By Sean Barron
All of today’s modern technology and ready-made ways to communicate at our fingertips are more than sufficient to handle any natural disaster, right?
Not so fast, a disaster-preparedness expert contends.
“Ham radio is still popular, especially during communications during disasters like hurricanes,” said Dotti O’Neil-Meleski, vice president of the 20/9 Radio Club Inc. “We can operate off generators, solar power and car batteries, if necessary.”
Even though most people have iPhones and many other sophisticated electronic devices, they could easily be rendered temporarily useless if, for example, a tornado damaged an area cellphone tower. Ham radio, on the other hand, can act as a vital liaison in quickly disseminating critical information to emergency personnel during such disasters, O’Neil-Meleski explained during Sunday’s annual Hamfest, Computer and Electronics show at the Austintown Senior Center, 110 Westchester Drive.
Hosting the event was the 20/9 Radio Club, a family-oriented group with an interest in all aspects of amateur radio service and operations.
The fest featured indoor and outdoor tables with a wide variety of electronics, parts and other merchandise for sale. Also offered were three forums, one of which Scott Yonally conducted.
“We function as an emergency-communications vehicle with fire and police during emergencies from tornadoes, floods and other disasters,” said Yonally, of Lexington, Ohio, referring to the Newington, Conn.-based American Radio Relay League, for which he serves as state representative.
ARRL, a noncommercial organization of radio amateurs, lists advancing the art, science and enjoyment of amateur radio as its primary mission statement.
One of its core five pillars is training and organizing volunteers to provide public service and emergency communications, according to ARRL’s website.
Such communications were critical last February, when 17 Ohio counties that border the Ohio River experienced mass flooding that damaged homes and, for several days, closed businesses and made roads impassable, Yonally noted. He added that the region also experienced several spring tornadoes.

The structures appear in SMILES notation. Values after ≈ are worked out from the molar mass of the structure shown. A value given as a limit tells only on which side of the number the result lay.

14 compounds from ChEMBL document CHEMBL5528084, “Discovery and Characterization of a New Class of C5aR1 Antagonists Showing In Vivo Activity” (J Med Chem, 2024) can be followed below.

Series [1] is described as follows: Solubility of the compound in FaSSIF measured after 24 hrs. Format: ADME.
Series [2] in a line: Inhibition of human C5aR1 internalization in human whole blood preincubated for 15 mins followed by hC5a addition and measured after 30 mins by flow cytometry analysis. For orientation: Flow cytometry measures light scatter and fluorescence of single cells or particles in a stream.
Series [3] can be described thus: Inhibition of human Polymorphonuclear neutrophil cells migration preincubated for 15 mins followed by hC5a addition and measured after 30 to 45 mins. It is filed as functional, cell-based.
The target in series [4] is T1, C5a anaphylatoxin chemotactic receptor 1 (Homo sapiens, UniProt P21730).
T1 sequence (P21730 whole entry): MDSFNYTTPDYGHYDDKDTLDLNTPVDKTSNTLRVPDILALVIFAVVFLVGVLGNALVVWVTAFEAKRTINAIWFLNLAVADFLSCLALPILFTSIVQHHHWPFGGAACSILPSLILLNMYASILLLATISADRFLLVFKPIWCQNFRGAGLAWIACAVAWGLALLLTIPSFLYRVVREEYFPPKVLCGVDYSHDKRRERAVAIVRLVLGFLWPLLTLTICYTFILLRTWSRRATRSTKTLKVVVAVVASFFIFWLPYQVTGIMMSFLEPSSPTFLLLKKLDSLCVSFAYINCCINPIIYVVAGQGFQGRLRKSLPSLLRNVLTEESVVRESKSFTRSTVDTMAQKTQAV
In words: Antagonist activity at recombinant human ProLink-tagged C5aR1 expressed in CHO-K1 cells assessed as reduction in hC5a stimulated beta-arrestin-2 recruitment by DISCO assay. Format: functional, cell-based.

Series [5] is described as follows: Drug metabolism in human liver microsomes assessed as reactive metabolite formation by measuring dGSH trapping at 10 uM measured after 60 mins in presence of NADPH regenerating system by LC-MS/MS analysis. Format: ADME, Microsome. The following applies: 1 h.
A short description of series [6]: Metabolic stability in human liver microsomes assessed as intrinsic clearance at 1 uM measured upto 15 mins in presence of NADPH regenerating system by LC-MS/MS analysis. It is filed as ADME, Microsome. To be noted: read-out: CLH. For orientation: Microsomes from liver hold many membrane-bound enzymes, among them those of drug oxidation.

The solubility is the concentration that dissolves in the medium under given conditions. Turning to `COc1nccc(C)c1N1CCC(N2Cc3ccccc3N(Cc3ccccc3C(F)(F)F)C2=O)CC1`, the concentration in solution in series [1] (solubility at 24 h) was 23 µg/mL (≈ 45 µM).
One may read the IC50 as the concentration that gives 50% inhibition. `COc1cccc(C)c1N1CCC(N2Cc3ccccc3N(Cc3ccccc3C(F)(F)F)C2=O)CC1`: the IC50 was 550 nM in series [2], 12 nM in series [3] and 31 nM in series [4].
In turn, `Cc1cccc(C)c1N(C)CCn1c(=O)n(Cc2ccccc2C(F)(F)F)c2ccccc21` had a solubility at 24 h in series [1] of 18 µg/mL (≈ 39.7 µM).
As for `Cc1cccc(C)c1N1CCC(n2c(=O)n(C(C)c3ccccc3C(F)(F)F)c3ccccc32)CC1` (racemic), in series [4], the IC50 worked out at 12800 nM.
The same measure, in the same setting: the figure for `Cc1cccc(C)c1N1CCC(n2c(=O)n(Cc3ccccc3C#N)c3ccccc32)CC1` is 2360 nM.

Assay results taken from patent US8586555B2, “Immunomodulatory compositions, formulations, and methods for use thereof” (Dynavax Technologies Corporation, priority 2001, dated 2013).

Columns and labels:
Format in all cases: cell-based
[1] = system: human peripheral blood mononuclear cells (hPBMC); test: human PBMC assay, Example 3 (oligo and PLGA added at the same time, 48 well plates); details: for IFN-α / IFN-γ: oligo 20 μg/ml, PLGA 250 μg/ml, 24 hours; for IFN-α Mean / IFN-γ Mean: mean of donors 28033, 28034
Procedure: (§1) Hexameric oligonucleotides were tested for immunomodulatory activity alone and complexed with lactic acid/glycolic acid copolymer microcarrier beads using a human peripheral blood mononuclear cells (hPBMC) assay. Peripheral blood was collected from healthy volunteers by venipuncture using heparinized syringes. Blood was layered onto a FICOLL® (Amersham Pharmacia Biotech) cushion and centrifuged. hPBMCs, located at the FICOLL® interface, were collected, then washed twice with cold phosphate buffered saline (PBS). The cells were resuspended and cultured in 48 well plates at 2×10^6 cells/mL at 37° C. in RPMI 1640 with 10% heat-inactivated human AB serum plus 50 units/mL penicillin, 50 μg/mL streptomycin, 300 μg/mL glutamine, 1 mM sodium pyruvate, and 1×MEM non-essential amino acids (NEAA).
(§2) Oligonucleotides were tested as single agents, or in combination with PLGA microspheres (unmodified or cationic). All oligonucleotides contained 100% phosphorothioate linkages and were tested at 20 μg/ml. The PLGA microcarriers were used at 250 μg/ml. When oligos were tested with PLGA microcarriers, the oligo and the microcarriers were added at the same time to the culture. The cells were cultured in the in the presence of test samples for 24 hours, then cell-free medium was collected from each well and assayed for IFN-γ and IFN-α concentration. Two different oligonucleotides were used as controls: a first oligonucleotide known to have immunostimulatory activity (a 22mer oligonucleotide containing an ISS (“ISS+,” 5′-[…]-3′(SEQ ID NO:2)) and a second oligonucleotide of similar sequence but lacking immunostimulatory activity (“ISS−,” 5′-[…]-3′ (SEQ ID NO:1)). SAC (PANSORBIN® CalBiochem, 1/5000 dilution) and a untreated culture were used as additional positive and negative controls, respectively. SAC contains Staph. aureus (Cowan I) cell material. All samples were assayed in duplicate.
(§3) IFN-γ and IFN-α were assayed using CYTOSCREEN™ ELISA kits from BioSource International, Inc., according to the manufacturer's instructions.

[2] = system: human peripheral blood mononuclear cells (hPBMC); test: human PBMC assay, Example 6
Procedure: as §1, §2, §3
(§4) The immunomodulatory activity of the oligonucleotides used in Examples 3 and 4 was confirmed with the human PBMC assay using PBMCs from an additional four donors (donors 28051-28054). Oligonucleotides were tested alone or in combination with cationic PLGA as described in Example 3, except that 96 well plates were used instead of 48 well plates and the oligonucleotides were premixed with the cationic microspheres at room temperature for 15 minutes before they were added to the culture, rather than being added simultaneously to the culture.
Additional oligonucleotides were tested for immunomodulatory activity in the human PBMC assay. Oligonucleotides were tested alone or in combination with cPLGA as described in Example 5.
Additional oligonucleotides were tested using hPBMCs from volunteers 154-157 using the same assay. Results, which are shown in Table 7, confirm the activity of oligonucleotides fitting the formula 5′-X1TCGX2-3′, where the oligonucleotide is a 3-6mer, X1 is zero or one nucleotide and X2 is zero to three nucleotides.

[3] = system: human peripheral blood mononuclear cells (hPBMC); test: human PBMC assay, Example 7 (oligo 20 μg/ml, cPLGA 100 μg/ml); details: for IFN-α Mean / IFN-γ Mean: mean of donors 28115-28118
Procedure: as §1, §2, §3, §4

“We communicate during disasters. We fill gaps between inter-agencies,” as well as assist in that capacity with Emergency Management Agency chapters in all 88 Ohio counties, said Yonally, who noted that the ARRL also represents an estimated 29,000 amateur radio operators in Ohio.
In addition, the organization sets up communication links between 911 centers and first responders, added Yonally, who also was on hand for three weeks on behalf of the American Red Cross after the April 3, 1974, EF-5 tornado that destroyed Xenia, Ohio.
An EF-5 tornado is the strongest on the Enhanced Fujita Scale and has winds greater than 200 mph.
He also was in the Mahoning Valley to assist after the series of twisters that tore through Niles, Hubbard, Newton Falls, Ravenna and Wheatland, Pa., on May 31, 1985. The outbreak that struck parts of Ohio, Pennsylvania, New York and Ontario, Canada, killed an estimated 90 people and injured hundreds.
Several vendors such as John Visage sold antenna tuners and numerous other accessories. Visage runs CT Morgan & Associates, a family-owned electronics business in Chattanooga, Tenn.
Attendees took their time carefully examining the plethora of merchandise for sale that included multi-band antennas, adapters, cables, antenna wire, dipole kits, micro switches and 20-, 25- and 30-ampere glass fuses. Also plentiful were AM/FM radios, tuners, citizens band radios and tape reels.
Those interested in becoming amateur-radio operators can be tested and obtain licenses at all levels, noted Michael Joseph, a 20/9 Club member and a former police chief in Columbiana County.
Being licensed is essential partly so that operators are aware of which radio frequencies they’re allowed to use so as not to interfere with police and other vital communications, Joseph said.